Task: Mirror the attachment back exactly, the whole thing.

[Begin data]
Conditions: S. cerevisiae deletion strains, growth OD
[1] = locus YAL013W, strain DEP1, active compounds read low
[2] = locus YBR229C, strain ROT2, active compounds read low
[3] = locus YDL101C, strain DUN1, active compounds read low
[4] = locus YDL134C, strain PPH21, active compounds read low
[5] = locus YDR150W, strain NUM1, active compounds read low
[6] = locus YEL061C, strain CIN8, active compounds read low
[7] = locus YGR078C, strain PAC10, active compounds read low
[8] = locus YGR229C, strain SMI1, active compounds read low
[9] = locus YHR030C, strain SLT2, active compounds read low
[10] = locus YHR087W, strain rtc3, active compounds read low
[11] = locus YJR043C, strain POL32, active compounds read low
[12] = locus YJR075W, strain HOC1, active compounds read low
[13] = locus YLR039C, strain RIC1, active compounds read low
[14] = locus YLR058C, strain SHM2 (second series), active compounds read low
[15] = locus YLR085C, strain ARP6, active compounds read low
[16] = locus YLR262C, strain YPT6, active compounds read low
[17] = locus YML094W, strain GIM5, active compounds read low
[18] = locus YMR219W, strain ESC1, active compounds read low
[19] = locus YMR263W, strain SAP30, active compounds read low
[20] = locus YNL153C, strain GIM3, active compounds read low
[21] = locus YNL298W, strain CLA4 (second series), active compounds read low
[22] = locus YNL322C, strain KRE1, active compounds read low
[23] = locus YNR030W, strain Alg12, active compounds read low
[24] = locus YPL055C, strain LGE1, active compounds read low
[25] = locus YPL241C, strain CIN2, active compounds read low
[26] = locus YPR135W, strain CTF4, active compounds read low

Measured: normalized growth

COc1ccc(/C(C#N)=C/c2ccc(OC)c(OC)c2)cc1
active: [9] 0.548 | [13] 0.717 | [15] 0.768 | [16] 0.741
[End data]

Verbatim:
Conditions: S. cerevisiae deletion strains, growth OD
[1] = locus YAL013W, strain DEP1, active compounds read low
[2] = locus YBR229C, strain ROT2, active compounds read low
[3] = locus YDL101C, strain DUN1, active compounds read low
[4] = locus YDL134C, strain PPH21, active compounds read low
[5] = locus YDR150W, strain NUM1, active compounds read low
[6] = locus YEL061C, strain CIN8, active compounds read low
[7] = locus YGR078C, strain PAC10, active compounds read low
[8] = locus YGR229C, strain SMI1, active compounds read low
[9] = locus YHR030C, strain SLT2, active compounds read low
[10] = locus YHR087W, strain rtc3, active compounds read low
[11] = locus YJR043C, strain POL32, active compounds read low
[12] = locus YJR075W, strain HOC1, active compounds read low
[13] = locus YLR039C, strain RIC1, active compounds read low
[14] = locus YLR058C, strain SHM2 (second series), active compounds read low
[15] = locus YLR085C, strain ARP6, active compounds read low
[16] = locus YLR262C, strain YPT6, active compounds read low
[17] = locus YML094W, strain GIM5, active compounds read low
[18] = locus YMR219W, strain ESC1, active compounds read low
[19] = locus YMR263W, strain SAP30, active compounds read low
[20] = locus YNL153C, strain GIM3, active compounds read low
[21] = locus YNL298W, strain CLA4 (second series), active compounds read low
[22] = locus YNL322C, strain KRE1, active compounds read low
[23] = locus YNR030W, strain Alg12, active compounds read low
[24] = locus YPL055C, strain LGE1, active compounds read low
[25] = locus YPL241C, strain CIN2, active compounds read low
[26] = locus YPR135W, strain CTF4, active compounds read low

Measured: normalized growth

COc1ccc(/C(C#N)=C/c2ccc(OC)c(OC)c2)cc1
active: [9] 0.548 | [13] 0.717 | [15] 0.768 | [16] 0.741